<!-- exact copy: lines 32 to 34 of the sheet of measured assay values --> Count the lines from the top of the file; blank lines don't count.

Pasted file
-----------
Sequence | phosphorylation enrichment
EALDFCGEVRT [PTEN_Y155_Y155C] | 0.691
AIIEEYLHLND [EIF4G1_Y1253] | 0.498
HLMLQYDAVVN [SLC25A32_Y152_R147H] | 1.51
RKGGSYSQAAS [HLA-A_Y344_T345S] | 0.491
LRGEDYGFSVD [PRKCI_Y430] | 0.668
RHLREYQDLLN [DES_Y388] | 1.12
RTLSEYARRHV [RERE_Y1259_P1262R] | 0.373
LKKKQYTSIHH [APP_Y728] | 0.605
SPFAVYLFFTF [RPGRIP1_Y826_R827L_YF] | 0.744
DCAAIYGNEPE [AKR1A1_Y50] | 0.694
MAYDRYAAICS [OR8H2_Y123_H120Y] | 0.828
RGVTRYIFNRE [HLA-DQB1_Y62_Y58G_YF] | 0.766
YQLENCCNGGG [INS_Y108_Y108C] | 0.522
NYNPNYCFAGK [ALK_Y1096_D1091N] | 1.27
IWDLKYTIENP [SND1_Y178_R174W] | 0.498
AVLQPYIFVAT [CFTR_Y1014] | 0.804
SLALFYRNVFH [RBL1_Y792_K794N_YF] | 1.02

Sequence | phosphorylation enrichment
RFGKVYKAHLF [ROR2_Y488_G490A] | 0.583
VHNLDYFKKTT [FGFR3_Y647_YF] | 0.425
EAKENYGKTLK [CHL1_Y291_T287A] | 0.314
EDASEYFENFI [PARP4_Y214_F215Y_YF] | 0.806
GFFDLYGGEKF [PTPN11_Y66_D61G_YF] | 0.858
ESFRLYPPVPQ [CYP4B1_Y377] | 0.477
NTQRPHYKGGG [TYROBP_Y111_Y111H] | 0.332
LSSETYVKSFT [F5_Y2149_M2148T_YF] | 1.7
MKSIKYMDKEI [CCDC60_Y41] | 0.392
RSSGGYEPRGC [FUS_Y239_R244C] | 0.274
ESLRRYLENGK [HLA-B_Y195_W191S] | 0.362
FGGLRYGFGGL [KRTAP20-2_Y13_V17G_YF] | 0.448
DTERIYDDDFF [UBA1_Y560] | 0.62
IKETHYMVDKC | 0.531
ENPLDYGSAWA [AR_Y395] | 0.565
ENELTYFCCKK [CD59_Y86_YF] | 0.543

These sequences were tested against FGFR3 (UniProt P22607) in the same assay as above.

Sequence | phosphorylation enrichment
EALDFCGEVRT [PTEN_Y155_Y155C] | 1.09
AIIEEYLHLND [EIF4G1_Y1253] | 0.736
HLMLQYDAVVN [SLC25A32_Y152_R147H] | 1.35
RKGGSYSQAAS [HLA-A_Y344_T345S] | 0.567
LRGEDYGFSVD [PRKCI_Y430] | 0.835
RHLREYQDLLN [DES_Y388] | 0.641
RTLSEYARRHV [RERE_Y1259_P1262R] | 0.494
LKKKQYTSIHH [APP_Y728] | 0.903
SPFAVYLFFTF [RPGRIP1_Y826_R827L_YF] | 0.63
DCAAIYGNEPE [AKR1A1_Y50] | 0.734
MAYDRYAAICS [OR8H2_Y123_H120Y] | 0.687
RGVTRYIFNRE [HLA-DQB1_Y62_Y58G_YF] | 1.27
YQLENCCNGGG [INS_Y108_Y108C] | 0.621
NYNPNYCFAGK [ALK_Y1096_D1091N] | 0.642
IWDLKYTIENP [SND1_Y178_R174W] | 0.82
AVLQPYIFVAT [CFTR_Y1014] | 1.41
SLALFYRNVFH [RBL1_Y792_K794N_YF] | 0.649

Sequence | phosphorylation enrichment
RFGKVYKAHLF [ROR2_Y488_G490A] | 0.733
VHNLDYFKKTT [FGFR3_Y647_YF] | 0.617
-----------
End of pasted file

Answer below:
DTERIYDDDFF [UBA1_Y560] | 0.62
IKETHYMVDKC | 0.531
ENPLDYGSAWA [AR_Y395] | 0.565